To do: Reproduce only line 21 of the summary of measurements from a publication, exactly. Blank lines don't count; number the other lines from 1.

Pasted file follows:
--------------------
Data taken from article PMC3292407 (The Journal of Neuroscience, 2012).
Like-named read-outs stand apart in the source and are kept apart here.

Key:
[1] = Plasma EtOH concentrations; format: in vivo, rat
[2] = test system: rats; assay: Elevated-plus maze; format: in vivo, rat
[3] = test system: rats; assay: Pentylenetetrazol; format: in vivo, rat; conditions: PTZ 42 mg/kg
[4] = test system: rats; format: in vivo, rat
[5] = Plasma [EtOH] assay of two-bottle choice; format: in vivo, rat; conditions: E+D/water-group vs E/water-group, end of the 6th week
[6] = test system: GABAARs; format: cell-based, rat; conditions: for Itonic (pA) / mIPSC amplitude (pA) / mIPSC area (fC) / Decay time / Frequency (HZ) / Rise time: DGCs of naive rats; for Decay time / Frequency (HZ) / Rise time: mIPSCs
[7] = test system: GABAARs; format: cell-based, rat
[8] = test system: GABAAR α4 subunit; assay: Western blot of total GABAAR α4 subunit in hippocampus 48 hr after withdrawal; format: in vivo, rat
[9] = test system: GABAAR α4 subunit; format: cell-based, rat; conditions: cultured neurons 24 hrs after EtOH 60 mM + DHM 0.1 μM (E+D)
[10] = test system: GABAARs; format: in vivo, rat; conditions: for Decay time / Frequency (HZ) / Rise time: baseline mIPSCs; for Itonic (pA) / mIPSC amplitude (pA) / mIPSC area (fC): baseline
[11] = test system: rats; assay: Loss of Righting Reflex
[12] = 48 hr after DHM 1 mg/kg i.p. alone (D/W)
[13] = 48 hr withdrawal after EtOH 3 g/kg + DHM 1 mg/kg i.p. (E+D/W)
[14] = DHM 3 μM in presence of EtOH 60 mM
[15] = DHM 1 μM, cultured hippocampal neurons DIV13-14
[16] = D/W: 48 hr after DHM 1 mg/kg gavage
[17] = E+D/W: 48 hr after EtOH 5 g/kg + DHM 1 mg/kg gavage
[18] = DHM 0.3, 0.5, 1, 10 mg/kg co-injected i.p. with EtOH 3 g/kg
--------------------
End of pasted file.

[18] = DHM 0.3, 0.5, 1, 10 mg/kg co-injected i.p. with EtOH 3 g/kg